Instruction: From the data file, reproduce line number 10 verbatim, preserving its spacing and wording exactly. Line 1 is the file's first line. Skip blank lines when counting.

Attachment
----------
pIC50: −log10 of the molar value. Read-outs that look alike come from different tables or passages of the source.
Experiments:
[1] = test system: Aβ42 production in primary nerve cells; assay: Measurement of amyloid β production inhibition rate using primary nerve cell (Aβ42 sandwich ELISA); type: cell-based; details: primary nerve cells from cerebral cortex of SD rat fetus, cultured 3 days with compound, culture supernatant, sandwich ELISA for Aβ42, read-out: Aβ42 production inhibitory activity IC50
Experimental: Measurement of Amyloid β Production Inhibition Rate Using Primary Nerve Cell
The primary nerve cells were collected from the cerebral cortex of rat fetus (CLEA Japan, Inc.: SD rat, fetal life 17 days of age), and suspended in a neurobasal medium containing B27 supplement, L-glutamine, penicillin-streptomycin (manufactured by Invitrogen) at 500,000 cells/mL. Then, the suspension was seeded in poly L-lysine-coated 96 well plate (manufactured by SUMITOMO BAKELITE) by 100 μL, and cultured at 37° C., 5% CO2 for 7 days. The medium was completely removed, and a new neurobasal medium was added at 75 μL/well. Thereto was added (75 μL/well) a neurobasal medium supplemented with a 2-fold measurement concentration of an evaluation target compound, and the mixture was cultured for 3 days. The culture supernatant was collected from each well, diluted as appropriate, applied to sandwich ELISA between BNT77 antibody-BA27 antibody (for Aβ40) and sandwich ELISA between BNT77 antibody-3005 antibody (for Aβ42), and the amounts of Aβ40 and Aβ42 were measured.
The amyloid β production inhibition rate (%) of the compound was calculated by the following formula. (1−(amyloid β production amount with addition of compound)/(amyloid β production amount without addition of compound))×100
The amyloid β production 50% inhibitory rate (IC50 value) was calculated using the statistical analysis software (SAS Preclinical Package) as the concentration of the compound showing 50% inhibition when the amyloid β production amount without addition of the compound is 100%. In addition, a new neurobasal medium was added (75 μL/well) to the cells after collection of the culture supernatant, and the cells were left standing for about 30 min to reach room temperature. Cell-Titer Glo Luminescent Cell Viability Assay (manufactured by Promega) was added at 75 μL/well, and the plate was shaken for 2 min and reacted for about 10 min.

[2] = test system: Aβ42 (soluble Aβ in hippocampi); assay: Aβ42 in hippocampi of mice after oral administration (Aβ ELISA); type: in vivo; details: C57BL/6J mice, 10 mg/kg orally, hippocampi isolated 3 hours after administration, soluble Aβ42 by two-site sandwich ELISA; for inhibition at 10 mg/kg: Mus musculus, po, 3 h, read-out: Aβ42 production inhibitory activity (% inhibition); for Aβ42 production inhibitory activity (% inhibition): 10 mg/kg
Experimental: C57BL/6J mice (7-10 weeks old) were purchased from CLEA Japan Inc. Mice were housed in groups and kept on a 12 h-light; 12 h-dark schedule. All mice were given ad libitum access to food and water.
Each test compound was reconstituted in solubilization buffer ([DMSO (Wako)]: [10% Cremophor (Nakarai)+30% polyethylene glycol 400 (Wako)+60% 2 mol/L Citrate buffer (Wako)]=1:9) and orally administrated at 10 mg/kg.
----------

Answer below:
Each test compound was reconstituted in solubilization buffer ([DMSO (Wako)]: [10% Cremophor (Nakarai)+30% polyethylene glycol 400 (Wako)+60% 2 mol/L Citrate buffer (Wako)]=1:9) and orally administrated at 10 mg/kg.